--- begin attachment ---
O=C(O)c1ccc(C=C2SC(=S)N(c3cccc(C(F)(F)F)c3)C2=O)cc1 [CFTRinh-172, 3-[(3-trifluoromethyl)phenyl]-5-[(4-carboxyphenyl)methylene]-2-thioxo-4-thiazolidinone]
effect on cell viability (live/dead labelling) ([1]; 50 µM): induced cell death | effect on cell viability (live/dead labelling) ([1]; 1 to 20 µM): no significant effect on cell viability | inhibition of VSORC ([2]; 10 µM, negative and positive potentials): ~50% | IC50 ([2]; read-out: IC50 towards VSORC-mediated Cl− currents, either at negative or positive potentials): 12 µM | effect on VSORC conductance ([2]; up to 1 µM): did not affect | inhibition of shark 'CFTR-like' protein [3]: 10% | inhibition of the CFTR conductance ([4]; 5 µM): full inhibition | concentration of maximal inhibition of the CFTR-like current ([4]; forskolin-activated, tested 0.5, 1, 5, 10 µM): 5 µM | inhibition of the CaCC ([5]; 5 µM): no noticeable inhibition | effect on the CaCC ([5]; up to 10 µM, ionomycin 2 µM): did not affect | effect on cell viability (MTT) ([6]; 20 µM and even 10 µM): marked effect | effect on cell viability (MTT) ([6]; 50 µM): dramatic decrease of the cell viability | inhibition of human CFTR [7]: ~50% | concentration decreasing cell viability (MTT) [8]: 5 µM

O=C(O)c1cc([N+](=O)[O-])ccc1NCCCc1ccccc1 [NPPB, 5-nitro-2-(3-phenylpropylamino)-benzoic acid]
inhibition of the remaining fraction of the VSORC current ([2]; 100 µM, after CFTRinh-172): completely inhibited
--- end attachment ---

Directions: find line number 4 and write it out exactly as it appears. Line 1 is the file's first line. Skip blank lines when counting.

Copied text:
inhibition of the remaining fraction of the VSORC current ([2]; 100 µM, after CFTRinh-172): completely inhibited